Maintaining Your Facade…
Why some associations are ditching traditional lifts and scaffolding and installing permanent access support systems
By Josh Tatum, Condo Owner Magazine, Volume 17, Issue 3
Most mid-rise and high-rise condominium owners are faced with the added expense of renting man lifts and ground erected scaffolding or a combination of these types of access equipment each time the façades of their buildings must be accessed for repair or maintenance. But owners typically don’t see this expense since it is embedded as part of the lump sum cost within a contractor’s bid. Neither do they see the expense of lost rental income by utilizing this method of repair and maintenance, for the work that can be performed from the equipment can be highly inefficient.
Man lifts limit the number of individuals that can work from the lift basket and allow only a very small area to be serviced at one time. Additionally, scaffolding consumes time with the erection and dismantlement processes required. Both of these situations create longer durations for projects. In fact, the costs to access the building to perform an annual cleaning and routine maintenance using these methods can consume 30 to 50 percent of the total project cost.
As an alternative to lifts, many condominiums utilize temporary “weights and beams.” These items allow for a contractor to suspend a stage from the building for more efficient work and shorter durations; however, this method comes with its own set of problems, the biggest of which is the transport of equipment andmaterials which typically includes transporting aluminum beams and steel weights up elevators to the condominium’s roof. These heavy weights and long beams are then dragged over, maybe even dropped, on the roof. moved from stack to stack during the work effort and then hauled down the elevators. Unfortunately, even the best contractors can cause damage, to some extent, to the roof and elevators with the excessive activity. Other issues to consider with the use of temporary access equipment are the actual labor cost for the mobilization and demobilization and the make shift efforts to secure lifelines and equipment. Often times, this involves the contractor tying a cable or rope around the nearest penthouse, stair railing, or air conditioning rack.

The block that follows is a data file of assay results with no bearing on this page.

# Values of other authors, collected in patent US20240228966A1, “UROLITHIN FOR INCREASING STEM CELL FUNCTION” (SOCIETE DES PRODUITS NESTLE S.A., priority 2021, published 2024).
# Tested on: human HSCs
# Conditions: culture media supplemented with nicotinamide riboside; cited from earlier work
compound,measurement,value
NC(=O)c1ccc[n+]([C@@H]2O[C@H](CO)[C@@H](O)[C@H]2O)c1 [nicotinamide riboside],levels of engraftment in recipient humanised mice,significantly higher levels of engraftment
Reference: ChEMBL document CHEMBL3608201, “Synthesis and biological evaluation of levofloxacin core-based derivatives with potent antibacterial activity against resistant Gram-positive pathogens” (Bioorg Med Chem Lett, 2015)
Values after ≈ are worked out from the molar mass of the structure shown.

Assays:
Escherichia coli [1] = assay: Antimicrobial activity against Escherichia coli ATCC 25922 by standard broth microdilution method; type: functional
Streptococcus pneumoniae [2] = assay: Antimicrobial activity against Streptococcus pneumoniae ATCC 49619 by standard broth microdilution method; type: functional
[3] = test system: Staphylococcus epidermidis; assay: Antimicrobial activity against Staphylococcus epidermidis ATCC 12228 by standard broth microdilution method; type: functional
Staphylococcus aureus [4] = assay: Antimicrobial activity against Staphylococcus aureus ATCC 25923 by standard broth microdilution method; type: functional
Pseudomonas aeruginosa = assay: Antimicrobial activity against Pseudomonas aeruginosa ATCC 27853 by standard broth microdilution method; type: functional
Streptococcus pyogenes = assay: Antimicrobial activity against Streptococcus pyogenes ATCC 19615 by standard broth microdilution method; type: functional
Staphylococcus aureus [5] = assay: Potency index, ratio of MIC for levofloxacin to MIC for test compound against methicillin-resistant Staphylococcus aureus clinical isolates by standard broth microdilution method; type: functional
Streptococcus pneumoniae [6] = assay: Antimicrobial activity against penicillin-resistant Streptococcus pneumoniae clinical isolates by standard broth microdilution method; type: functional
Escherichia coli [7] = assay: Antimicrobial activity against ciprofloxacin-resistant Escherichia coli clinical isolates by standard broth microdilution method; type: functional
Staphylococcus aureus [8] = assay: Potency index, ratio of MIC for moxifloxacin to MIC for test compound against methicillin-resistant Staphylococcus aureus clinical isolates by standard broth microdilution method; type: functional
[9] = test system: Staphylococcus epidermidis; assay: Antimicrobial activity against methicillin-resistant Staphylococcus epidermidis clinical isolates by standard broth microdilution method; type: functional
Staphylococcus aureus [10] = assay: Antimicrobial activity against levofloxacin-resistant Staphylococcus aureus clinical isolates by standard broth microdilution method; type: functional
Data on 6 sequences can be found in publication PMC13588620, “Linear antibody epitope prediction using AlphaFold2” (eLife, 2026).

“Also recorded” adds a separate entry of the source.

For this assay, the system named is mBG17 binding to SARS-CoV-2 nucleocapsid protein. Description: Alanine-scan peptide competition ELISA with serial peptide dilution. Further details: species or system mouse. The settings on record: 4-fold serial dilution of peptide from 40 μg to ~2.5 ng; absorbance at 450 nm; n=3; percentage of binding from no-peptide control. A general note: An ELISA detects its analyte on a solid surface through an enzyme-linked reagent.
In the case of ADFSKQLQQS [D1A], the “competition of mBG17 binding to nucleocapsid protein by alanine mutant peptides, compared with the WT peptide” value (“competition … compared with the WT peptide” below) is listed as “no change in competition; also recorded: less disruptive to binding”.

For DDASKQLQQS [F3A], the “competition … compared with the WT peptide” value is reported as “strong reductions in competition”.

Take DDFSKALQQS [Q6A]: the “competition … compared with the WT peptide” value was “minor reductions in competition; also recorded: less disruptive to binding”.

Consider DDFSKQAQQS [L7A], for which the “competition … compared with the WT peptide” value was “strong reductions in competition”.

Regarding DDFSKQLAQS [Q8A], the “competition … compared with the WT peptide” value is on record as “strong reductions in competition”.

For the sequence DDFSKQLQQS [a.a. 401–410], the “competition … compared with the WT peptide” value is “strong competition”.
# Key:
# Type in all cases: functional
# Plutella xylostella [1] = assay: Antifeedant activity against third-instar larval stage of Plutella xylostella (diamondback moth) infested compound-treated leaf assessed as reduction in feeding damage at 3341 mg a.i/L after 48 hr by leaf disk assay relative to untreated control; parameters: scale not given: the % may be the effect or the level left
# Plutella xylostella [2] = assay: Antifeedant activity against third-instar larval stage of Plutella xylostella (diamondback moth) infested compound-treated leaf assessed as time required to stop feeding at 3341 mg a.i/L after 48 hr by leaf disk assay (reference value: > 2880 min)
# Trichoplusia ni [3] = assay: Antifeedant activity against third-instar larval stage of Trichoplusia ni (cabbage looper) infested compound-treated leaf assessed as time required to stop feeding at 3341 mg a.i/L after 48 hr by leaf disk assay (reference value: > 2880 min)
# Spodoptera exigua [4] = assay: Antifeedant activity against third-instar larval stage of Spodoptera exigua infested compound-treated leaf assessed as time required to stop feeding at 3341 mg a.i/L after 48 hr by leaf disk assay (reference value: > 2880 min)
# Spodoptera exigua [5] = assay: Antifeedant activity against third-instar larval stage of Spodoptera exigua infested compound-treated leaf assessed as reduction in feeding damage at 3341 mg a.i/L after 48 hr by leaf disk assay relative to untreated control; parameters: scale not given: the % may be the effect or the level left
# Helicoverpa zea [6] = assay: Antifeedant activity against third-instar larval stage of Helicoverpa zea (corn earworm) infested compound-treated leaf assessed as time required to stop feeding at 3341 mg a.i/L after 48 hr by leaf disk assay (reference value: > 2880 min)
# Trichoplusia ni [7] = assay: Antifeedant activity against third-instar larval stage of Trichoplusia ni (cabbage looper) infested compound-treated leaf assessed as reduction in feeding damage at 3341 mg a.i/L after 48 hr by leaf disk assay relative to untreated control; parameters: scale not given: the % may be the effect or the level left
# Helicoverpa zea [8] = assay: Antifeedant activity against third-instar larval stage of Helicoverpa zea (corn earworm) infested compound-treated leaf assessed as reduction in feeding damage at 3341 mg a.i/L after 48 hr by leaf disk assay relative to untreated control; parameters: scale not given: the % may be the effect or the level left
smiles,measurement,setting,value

In order to avoid these inefficient and problematic methods, many condominium owners are seeking solutions that were not available, or maybe not presented, when their buildings were constructed. One of the most viable and practical options being sought after today is the installation of permanent suspended access support equipment at the roof level. This type of installation is being utilized on condominium roofs of any shape and size (i.e., mansard roofs, metal panel roofs, low-slope roofs, etc.) and, over time, will often save money.
The cost associated with the design, procurement, installation, and certification of a permanent system can often be recouped by the ownership within the first two usages when costs are compared to other conventional access methods. Additional advantages associated with the permanent access equipment include ease of access to the façade for pressure cleaning, window washing, maintenance and general repair activities.